How the VFD is positively impacting the beef industry

The Veterinary Feed Directive is not only addressing consumer concerns about antibiotic resistance, but it’s also encouraging beef producers to look for healthy, natural alternatives to antibiotics.

3 Min Read
How the VFD is positively impacting the beef industry

The beginning of 2017 marked the implementation of the Veterinary Feed Directive (VFD), and many livestock producers have already become accustomed to the new process of obtaining a VFD before purchasing feed antibiotics. 

However, for cattle ranchers who have become accustomed to using the standard feed antibiotics each year following calving season, this spring may be the first time they've had to consider getting a VFD.

“I think many of the average beef producers may not be aware of the new VFD rules, and they’re going to want to go to the store and get their typical medicated calf starter or pre-calving mineral and will be somewhat surprised that those products are no longer available,” said Steve Elliott, Alltech global director of the mineral management division.

“I think the challenge that’s going to be coming up here in the next couple of months is that we’re going to see a lot of farmers who don’t really understand why they can’t get something that’s been working for them for years and years,” continued Elliott. 

With calving season in full swing for many cattlemen, it might be time to head to the veterinarian’s office and discuss available options and alternatives to feed antibiotics. 

“Fortunately, companies like Alltech have been working on antibiotic-free technologies, and that’s where the nutritional solutions like BIO-MOS® have been well-researched over the last 20 years and are viable in helping animals get healthy and stay healthy,” said Elliott.

The new VFD rules may feel cumbersome at first, but with this extra step, the agriculture industry is proactively addressing concerns about antibiotic resistance.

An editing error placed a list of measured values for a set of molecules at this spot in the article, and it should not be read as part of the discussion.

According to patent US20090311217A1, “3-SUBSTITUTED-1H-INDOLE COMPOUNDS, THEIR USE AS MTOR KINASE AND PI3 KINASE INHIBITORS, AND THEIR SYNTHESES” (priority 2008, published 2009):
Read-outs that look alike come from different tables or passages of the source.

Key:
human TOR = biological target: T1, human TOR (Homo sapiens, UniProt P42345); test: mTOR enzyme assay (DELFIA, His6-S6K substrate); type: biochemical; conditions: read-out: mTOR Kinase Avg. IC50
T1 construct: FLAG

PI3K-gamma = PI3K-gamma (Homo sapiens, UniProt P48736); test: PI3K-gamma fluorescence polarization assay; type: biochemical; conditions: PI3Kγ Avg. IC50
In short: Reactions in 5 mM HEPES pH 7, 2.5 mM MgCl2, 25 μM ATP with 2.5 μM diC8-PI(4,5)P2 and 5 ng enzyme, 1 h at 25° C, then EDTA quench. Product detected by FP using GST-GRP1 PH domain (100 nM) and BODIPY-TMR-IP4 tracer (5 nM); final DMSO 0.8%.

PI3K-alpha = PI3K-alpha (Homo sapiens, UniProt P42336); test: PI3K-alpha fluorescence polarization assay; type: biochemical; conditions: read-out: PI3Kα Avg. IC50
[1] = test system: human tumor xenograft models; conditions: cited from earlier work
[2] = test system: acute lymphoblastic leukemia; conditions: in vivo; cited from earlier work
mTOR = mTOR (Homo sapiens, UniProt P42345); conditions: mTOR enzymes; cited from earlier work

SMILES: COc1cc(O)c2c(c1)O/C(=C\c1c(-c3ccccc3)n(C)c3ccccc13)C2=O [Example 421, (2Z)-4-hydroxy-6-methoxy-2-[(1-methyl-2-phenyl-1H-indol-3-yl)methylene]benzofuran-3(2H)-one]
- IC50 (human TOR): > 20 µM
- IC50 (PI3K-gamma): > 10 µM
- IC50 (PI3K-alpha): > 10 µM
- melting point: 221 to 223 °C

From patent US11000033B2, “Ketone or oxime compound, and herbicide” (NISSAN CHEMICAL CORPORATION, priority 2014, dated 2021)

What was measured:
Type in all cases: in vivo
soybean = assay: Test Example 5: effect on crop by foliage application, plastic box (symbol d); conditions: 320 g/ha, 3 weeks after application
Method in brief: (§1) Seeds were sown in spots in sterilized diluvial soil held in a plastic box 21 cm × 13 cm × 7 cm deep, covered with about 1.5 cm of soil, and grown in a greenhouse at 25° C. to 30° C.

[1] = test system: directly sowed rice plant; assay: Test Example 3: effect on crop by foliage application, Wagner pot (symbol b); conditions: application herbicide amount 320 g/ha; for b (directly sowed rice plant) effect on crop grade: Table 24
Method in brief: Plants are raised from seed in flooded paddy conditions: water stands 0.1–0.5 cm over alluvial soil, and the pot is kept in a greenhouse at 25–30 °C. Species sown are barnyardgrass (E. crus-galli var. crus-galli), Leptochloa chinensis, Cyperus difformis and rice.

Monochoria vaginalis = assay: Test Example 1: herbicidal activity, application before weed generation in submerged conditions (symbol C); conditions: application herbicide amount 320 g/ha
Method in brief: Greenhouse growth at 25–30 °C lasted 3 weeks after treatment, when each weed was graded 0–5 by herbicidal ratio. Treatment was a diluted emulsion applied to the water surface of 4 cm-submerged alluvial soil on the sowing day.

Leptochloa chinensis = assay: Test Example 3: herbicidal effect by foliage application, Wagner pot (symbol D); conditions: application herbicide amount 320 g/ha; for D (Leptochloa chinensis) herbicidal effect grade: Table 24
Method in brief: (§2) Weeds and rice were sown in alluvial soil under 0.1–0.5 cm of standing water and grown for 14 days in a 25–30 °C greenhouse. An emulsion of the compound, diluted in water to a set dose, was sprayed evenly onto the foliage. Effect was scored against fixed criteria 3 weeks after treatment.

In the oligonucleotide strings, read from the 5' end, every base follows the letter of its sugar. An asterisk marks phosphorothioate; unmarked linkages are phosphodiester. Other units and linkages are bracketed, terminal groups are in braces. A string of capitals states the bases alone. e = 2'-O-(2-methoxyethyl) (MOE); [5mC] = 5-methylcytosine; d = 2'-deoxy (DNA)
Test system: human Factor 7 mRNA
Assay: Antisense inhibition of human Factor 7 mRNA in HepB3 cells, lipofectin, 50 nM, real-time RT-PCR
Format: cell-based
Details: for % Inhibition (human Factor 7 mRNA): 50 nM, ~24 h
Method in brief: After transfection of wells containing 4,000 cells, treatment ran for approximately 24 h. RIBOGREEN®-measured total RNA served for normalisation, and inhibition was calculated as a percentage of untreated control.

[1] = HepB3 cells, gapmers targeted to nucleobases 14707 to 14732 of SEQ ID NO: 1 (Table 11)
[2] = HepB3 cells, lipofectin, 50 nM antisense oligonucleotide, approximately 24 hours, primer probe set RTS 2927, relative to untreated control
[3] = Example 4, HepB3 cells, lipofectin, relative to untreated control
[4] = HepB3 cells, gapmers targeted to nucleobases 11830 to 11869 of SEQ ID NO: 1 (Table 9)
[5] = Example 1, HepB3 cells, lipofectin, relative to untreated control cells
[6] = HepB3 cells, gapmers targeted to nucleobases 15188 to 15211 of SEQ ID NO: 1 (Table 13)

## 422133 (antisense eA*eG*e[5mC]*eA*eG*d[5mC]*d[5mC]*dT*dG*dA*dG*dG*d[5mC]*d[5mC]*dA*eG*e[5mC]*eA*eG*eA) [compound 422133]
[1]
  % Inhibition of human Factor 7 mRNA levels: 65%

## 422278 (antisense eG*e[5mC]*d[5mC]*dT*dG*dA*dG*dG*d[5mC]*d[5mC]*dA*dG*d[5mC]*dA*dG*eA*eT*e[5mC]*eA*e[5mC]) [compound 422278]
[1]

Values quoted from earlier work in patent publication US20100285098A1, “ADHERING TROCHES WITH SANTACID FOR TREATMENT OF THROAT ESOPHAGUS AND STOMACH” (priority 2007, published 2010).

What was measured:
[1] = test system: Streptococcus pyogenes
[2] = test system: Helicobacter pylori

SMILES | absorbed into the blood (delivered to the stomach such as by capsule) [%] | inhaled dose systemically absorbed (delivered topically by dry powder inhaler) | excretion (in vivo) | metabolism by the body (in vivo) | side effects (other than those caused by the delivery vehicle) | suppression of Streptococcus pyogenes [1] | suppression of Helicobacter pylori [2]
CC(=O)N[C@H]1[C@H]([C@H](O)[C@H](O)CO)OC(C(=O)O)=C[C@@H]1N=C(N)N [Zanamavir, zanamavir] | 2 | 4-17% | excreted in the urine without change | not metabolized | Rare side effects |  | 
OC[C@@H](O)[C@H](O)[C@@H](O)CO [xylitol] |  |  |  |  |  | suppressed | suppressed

“It’s scientifically proven that therapeutic levels of antibiotics in animal feed have led to some bacterial resistance,” said Elliott. “We’ve also discovered that we’re having more and more issues with the superbugs, or bacteria, that are resistant to all of the antibiotics currently being used.”

With the VFD firmly in place, it may be beneficial for producers to look at healthy, natural alternatives, such as prebiotics, to optimize gut health and avoid health issues in the first place.

“Our philosophy for our calves is that we don’t ever want that calf to have a bad day,” said Roger Giles, a cow-calf producer from Clark County, Kansas. “Anytime your calves have an issue like scours, that’s considered a bad day, and you do everything you can to eliminate that.”

Giles has turned to natural prebiotics to boost calf health and avoid bad days on his ranch.

“We try to avoid using antibiotics,” said Giles. “They’re expensive, and the consumer is against them. We try to address these issues nutritionally, and technologies like BIO-MOS create a healthy gut environment where, hopefully, these issues don’t happen.”

Chronic issues like scours not only require costly antibiotics, but it also takes a great deal of time and labor to catch calves and treat them. For Brent Turner of Hell Creek Ranch in Kansas, spring planting and calving occur at the same time, which doesn’t allow for a lot of extra time for doctoring calves.

“Before we started using technologies like this in our herd, we would have trouble with scours, sometimes 15 calves a day, taking three to four hours morning and night to treat them,” said Turner. “Every cow-calf producer knows when you get scours, it’s a big deal, and you spend a lot of time taking care of it. That’s money out the door.”

More information about calf health and BIO-MOS is available at BIO-MOS.COM.


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